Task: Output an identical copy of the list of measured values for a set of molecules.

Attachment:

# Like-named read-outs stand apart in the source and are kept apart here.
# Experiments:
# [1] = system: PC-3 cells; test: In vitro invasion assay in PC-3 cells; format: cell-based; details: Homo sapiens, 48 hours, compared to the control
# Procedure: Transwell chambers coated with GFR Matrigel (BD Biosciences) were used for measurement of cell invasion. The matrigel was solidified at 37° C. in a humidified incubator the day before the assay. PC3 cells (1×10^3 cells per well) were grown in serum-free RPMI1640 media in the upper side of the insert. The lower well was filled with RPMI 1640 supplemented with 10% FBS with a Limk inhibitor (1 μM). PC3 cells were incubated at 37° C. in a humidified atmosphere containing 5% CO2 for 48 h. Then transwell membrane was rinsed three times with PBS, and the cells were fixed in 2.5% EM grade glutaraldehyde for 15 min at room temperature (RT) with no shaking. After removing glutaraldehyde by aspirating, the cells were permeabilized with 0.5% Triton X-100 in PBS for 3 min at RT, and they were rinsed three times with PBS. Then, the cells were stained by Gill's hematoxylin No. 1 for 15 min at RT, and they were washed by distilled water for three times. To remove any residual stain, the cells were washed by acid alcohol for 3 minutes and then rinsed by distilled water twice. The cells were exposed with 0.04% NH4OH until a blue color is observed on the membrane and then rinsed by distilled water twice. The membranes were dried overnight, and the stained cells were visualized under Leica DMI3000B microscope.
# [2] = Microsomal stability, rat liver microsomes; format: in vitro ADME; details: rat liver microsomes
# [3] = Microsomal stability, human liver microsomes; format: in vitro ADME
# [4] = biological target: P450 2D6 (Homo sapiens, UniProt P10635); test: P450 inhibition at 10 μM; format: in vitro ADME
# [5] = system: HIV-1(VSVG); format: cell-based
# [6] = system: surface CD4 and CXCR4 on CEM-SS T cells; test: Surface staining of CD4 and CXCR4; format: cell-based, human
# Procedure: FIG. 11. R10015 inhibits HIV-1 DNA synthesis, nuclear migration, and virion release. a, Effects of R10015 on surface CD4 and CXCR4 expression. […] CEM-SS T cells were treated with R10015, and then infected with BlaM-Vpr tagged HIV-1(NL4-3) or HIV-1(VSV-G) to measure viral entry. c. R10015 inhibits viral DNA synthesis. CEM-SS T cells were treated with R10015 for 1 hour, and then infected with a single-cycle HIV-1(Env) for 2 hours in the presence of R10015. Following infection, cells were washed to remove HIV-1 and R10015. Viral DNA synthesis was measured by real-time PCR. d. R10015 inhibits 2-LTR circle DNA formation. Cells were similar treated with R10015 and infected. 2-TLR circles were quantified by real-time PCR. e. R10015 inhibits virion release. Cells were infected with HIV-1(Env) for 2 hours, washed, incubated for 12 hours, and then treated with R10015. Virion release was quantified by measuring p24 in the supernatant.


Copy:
# Like-named read-outs stand apart in the source and are kept apart here.
# Experiments:
# [1] = system: PC-3 cells; test: In vitro invasion assay in PC-3 cells; format: cell-based; details: Homo sapiens, 48 hours, compared to the control
# Procedure: Transwell chambers coated with GFR Matrigel (BD Biosciences) were used for measurement of cell invasion. The matrigel was solidified at 37° C. in a humidified incubator the day before the assay. PC3 cells (1×10^3 cells per well) were grown in serum-free RPMI1640 media in the upper side of the insert. The lower well was filled with RPMI 1640 supplemented with 10% FBS with a Limk inhibitor (1 μM). PC3 cells were incubated at 37° C. in a humidified atmosphere containing 5% CO2 for 48 h. Then transwell membrane was rinsed three times with PBS, and the cells were fixed in 2.5% EM grade glutaraldehyde for 15 min at room temperature (RT) with no shaking. After removing glutaraldehyde by aspirating, the cells were permeabilized with 0.5% Triton X-100 in PBS for 3 min at RT, and they were rinsed three times with PBS. Then, the cells were stained by Gill's hematoxylin No. 1 for 15 min at RT, and they were washed by distilled water for three times. To remove any residual stain, the cells were washed by acid alcohol for 3 minutes and then rinsed by distilled water twice. The cells were exposed with 0.04% NH4OH until a blue color is observed on the membrane and then rinsed by distilled water twice. The membranes were dried overnight, and the stained cells were visualized under Leica DMI3000B microscope.
# [2] = Microsomal stability, rat liver microsomes; format: in vitro ADME; details: rat liver microsomes
# [3] = Microsomal stability, human liver microsomes; format: in vitro ADME
# [4] = biological target: P450 2D6 (Homo sapiens, UniProt P10635); test: P450 inhibition at 10 μM; format: in vitro ADME
# [5] = system: HIV-1(VSVG); format: cell-based
# [6] = system: surface CD4 and CXCR4 on CEM-SS T cells; test: Surface staining of CD4 and CXCR4; format: cell-based, human
# Procedure: FIG. 11. R10015 inhibits HIV-1 DNA synthesis, nuclear migration, and virion release. a, Effects of R10015 on surface CD4 and CXCR4 expression. […] CEM-SS T cells were treated with R10015, and then infected with BlaM-Vpr tagged HIV-1(NL4-3) or HIV-1(VSV-G) to measure viral entry. c. R10015 inhibits viral DNA synthesis. CEM-SS T cells were treated with R10015 for 1 hour, and then infected with a single-cycle HIV-1(Env) for 2 hours in the presence of R10015. Following infection, cells were washed to remove HIV-1 and R10015. Viral DNA synthesis was measured by real-time PCR. d. R10015 inhibits 2-LTR circle DNA formation. Cells were similar treated with R10015 and infected. 2-TLR circles were quantified by real-time PCR. e. R10015 inhibits virion release. Cells were infected with HIV-1(Env) for 2 hours, washed, incubated for 12 hours, and then treated with R10015. Virion release was quantified by measuring p24 in the supernatant.